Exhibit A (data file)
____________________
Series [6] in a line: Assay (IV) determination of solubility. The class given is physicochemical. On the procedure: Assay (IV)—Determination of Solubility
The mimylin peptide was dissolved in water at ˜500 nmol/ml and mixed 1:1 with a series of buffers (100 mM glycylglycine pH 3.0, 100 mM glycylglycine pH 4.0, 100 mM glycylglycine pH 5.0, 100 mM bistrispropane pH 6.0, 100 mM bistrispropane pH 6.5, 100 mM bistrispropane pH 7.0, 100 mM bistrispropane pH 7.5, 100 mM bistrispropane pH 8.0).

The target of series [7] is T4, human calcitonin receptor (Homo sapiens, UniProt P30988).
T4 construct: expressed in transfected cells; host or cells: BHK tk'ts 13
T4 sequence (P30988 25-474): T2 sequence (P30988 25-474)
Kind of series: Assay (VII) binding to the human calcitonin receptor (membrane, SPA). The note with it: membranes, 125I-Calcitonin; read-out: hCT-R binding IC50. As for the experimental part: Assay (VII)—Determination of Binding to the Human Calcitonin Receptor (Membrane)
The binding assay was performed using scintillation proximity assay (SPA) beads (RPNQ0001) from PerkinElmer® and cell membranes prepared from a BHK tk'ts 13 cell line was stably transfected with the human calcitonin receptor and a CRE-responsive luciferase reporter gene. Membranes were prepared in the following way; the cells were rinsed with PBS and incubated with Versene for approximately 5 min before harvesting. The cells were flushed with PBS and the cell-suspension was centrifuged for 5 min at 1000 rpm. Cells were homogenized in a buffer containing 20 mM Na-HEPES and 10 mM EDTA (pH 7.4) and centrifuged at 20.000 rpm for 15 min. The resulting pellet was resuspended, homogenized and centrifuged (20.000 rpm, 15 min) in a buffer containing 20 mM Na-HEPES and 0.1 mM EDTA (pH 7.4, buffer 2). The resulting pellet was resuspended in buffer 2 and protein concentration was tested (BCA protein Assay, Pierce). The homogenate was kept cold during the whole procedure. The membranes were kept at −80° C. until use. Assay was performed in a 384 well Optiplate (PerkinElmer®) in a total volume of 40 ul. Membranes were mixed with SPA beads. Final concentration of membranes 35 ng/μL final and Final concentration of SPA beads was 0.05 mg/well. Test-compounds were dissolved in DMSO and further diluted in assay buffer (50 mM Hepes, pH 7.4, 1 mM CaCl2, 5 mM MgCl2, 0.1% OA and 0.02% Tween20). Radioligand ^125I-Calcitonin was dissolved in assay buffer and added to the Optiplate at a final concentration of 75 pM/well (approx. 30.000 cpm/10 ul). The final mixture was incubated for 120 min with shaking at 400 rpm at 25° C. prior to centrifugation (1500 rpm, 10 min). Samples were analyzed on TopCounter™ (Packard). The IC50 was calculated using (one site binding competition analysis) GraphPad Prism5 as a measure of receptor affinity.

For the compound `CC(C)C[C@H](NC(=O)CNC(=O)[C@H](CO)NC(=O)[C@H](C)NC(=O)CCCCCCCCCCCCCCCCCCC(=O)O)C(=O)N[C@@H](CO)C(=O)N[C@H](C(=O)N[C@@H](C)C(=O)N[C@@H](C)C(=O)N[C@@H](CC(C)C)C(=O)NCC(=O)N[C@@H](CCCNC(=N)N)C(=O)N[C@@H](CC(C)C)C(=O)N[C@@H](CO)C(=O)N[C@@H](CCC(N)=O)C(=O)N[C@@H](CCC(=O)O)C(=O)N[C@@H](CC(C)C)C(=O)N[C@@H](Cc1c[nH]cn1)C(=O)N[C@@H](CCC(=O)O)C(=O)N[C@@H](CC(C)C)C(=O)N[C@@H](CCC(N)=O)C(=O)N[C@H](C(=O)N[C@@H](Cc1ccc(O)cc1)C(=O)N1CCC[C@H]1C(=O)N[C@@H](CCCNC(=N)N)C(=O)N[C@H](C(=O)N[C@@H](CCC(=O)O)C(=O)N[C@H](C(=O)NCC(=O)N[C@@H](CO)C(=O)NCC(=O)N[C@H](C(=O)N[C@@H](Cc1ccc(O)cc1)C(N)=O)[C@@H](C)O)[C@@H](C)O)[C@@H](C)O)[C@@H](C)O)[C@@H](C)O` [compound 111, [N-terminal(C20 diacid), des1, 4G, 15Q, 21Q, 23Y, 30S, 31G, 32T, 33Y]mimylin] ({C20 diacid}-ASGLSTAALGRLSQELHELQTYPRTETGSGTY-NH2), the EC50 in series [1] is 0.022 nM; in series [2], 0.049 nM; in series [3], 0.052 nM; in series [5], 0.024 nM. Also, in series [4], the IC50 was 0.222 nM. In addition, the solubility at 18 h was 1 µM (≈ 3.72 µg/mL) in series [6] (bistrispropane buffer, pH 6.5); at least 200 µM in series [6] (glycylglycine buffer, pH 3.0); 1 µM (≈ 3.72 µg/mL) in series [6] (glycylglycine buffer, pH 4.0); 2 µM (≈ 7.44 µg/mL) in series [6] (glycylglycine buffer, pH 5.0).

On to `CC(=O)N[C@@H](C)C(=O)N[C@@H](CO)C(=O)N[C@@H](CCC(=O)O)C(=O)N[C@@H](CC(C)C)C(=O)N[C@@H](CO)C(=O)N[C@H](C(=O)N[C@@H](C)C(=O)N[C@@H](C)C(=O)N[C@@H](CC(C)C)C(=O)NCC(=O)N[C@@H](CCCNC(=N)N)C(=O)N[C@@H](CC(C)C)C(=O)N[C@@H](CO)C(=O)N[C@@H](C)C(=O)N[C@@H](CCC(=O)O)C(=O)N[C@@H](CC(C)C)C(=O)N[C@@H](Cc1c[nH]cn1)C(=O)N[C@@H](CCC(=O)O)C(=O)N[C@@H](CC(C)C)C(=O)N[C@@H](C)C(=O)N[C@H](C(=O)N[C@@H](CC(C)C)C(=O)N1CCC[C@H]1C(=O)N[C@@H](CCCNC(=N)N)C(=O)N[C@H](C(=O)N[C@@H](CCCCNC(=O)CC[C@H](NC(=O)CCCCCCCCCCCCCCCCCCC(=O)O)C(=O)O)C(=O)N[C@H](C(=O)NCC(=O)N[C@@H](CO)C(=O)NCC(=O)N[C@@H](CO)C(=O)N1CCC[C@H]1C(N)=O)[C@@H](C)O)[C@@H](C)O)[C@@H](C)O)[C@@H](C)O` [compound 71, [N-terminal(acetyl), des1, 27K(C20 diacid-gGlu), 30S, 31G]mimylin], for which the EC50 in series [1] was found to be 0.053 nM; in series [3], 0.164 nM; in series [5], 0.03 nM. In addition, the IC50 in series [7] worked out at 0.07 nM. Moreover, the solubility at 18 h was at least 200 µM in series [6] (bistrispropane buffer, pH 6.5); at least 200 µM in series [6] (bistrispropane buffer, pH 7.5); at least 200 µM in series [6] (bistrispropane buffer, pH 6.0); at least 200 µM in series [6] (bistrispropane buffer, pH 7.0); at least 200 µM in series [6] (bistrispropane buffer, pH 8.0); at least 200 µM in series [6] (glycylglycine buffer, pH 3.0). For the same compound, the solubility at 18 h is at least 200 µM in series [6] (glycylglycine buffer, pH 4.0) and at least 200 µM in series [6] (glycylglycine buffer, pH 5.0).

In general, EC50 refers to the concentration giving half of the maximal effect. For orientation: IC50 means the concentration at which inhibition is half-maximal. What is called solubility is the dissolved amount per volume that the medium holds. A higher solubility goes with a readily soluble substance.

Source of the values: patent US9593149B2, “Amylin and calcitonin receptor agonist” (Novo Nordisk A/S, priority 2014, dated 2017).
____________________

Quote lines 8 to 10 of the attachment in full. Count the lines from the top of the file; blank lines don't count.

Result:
For the compound `CC(C)C[C@H](NC(=O)CNC(=O)[C@H](CO)NC(=O)[C@H](C)NC(=O)CCCCCCCCCCCCCCCCCCC(=O)O)C(=O)N[C@@H](CO)C(=O)N[C@H](C(=O)N[C@@H](C)C(=O)N[C@@H](C)C(=O)N[C@@H](CC(C)C)C(=O)NCC(=O)N[C@@H](CCCNC(=N)N)C(=O)N[C@@H](CC(C)C)C(=O)N[C@@H](CO)C(=O)N[C@@H](CCC(N)=O)C(=O)N[C@@H](CCC(=O)O)C(=O)N[C@@H](CC(C)C)C(=O)N[C@@H](Cc1c[nH]cn1)C(=O)N[C@@H](CCC(=O)O)C(=O)N[C@@H](CC(C)C)C(=O)N[C@@H](CCC(N)=O)C(=O)N[C@H](C(=O)N[C@@H](Cc1ccc(O)cc1)C(=O)N1CCC[C@H]1C(=O)N[C@@H](CCCNC(=N)N)C(=O)N[C@H](C(=O)N[C@@H](CCC(=O)O)C(=O)N[C@H](C(=O)NCC(=O)N[C@@H](CO)C(=O)NCC(=O)N[C@H](C(=O)N[C@@H](Cc1ccc(O)cc1)C(N)=O)[C@@H](C)O)[C@@H](C)O)[C@@H](C)O)[C@@H](C)O)[C@@H](C)O` [compound 111, [N-terminal(C20 diacid), des1, 4G, 15Q, 21Q, 23Y, 30S, 31G, 32T, 33Y]mimylin] ({C20 diacid}-ASGLSTAALGRLSQELHELQTYPRTETGSGTY-NH2), the EC50 in series [1] is 0.022 nM; in series [2], 0.049 nM; in series [3], 0.052 nM; in series [5], 0.024 nM. Also, in series [4], the IC50 was 0.222 nM. In addition, the solubility at 18 h was 1 µM (≈ 3.72 µg/mL) in series [6] (bistrispropane buffer, pH 6.5); at least 200 µM in series [6] (glycylglycine buffer, pH 3.0); 1 µM (≈ 3.72 µg/mL) in series [6] (glycylglycine buffer, pH 4.0); 2 µM (≈ 7.44 µg/mL) in series [6] (glycylglycine buffer, pH 5.0).

On to `CC(=O)N[C@@H](C)C(=O)N[C@@H](CO)C(=O)N[C@@H](CCC(=O)O)C(=O)N[C@@H](CC(C)C)C(=O)N[C@@H](CO)C(=O)N[C@H](C(=O)N[C@@H](C)C(=O)N[C@@H](C)C(=O)N[C@@H](CC(C)C)C(=O)NCC(=O)N[C@@H](CCCNC(=N)N)C(=O)N[C@@H](CC(C)C)C(=O)N[C@@H](CO)C(=O)N[C@@H](C)C(=O)N[C@@H](CCC(=O)O)C(=O)N[C@@H](CC(C)C)C(=O)N[C@@H](Cc1c[nH]cn1)C(=O)N[C@@H](CCC(=O)O)C(=O)N[C@@H](CC(C)C)C(=O)N[C@@H](C)C(=O)N[C@H](C(=O)N[C@@H](CC(C)C)C(=O)N1CCC[C@H]1C(=O)N[C@@H](CCCNC(=N)N)C(=O)N[C@H](C(=O)N[C@@H](CCCCNC(=O)CC[C@H](NC(=O)CCCCCCCCCCCCCCCCCCC(=O)O)C(=O)O)C(=O)N[C@H](C(=O)NCC(=O)N[C@@H](CO)C(=O)NCC(=O)N[C@@H](CO)C(=O)N1CCC[C@H]1C(N)=O)[C@@H](C)O)[C@@H](C)O)[C@@H](C)O)[C@@H](C)O` [compound 71, [N-terminal(acetyl), des1, 27K(C20 diacid-gGlu), 30S, 31G]mimylin], for which the EC50 in series [1] was found to be 0.053 nM; in series [3], 0.164 nM; in series [5], 0.03 nM. In addition, the IC50 in series [7] worked out at 0.07 nM. Moreover, the solubility at 18 h was at least 200 µM in series [6] (bistrispropane buffer, pH 6.5); at least 200 µM in series [6] (bistrispropane buffer, pH 7.5); at least 200 µM in series [6] (bistrispropane buffer, pH 6.0); at least 200 µM in series [6] (bistrispropane buffer, pH 7.0); at least 200 µM in series [6] (bistrispropane buffer, pH 8.0); at least 200 µM in series [6] (glycylglycine buffer, pH 3.0). For the same compound, the solubility at 18 h is at least 200 µM in series [6] (glycylglycine buffer, pH 4.0) and at least 200 µM in series [6] (glycylglycine buffer, pH 5.0).

In general, EC50 refers to the concentration giving half of the maximal effect. For orientation: IC50 means the concentration at which inhibition is half-maximal. What is called solubility is the dissolved amount per volume that the medium holds. A higher solubility goes with a readily soluble substance.